Family of Aidan Sutherland to tell his story on BBC this weekend

John and Lin ran the London Marathon, in memory of Aidan, inset.
John and Lin ran the London Marathon, in memory of Aidan, inset.

The story of a young Kirkcaldy man who died after complications from diabetes is to be told to on national television this weekend.

Aidan Sutherland’s death in 2017, at age of just 20, made his family determined to raise funds and awareness of the condition, and they will be reach a wider audience on BBC1 on Sunday.

John and Lin Sutherland ran the London Marathon last year in memory of their son, with their daughter Mherrin following in their footsteps in this year’s run.

Now they will feature as part of a short documentary series called Lifeline.

The ten-minute show, presented by Eastenders actress Nina Wadia, will be an appeal on behalf of Juvenile Diabetes Research Foundation (JDRF), a charity that carries out vital research into Type 1 Diabetes.

John said: “We had a phonecall from JDRF asking if we’re still comfortable putting his story out there, and we jumped at the chance.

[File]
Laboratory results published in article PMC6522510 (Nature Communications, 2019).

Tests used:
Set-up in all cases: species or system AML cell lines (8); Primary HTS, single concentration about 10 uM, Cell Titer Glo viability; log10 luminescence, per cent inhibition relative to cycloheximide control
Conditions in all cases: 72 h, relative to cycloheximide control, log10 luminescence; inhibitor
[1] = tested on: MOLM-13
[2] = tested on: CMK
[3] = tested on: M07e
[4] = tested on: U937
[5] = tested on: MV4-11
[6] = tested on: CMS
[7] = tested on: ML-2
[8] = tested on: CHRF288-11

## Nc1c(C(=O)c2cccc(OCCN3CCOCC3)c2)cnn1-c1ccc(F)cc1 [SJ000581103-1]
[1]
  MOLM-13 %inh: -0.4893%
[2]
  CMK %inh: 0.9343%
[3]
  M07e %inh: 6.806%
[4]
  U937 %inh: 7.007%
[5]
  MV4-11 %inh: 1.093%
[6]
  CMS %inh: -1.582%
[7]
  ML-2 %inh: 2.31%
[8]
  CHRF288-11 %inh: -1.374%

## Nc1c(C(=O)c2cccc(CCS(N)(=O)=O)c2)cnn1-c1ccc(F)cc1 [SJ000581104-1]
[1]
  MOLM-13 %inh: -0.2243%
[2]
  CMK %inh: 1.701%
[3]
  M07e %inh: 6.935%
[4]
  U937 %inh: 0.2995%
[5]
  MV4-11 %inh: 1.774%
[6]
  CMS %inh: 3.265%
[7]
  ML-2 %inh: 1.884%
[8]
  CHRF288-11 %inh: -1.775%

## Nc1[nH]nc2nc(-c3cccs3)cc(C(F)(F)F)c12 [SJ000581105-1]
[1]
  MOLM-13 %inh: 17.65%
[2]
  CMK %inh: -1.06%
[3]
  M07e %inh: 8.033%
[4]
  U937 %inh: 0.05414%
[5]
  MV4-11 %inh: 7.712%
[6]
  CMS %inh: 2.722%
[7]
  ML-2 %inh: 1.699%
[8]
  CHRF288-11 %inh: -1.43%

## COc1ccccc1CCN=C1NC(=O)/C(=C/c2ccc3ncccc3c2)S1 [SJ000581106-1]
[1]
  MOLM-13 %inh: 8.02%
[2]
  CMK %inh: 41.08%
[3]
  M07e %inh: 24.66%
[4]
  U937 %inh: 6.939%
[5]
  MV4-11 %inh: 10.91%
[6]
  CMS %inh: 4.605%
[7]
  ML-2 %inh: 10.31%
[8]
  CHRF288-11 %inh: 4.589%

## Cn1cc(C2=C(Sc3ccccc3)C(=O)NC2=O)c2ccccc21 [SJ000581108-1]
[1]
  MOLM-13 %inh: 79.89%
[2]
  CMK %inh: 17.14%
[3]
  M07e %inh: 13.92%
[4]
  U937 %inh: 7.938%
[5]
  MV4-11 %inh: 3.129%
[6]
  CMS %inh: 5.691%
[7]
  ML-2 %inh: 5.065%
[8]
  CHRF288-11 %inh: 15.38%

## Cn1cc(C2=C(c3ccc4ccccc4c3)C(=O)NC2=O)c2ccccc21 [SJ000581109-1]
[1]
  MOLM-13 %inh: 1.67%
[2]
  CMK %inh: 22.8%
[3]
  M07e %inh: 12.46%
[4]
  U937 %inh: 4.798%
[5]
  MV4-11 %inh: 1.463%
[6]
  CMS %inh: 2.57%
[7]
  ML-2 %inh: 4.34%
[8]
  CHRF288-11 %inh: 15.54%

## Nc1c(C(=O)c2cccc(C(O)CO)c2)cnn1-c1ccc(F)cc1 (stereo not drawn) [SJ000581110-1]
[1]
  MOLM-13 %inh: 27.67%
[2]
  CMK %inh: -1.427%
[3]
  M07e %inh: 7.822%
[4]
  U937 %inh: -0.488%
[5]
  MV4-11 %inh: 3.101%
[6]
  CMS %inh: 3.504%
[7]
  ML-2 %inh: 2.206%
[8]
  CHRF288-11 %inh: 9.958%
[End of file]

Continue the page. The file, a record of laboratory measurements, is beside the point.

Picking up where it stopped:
“The guys came up from London to do the recording and sat with us to film in the house, and interviewed us.

“They filmed in Aidan’s room, with shots of his football strips and things, and also filmed us on the beach.”

Aidan died after becoming ill while out with friends in Newcastle to celebrate his 20th birthday. He was well versed in handling low sugar levels but not when they were too high.

John said: “We were talking about the critical dangers of what can happen if it’s not man-managed 365 days a year. Aidan was great at managing it, but he probably took his concentration off it while celebrating his birthday.

“What we tried to highlight in the interview was that we didn’t know the symptoms of hyperglycemia. It’s the first time ever that he went hyper and he didn’t know what was happening and he just thought he’d maybe over-celebrated.

“He was lethargic, in bed with a drouth, getting a bad back due to being in bed all day, but it was actually his kidneys.

“Our message was to tell sufferers out there that you can beat this, but you’ve got to do it 365 days a year.

“We need to try make as many positives out of Aidan’s passing as we can, and this has been a positive for us. We’re getting his story out there nationwide. It’s also been good getting a plug for JDRF because they’ve been a source of strength for us.”

Lifeline can be seen on BBC1 at 1.50pm on Sunday, and will also be available on catch-up.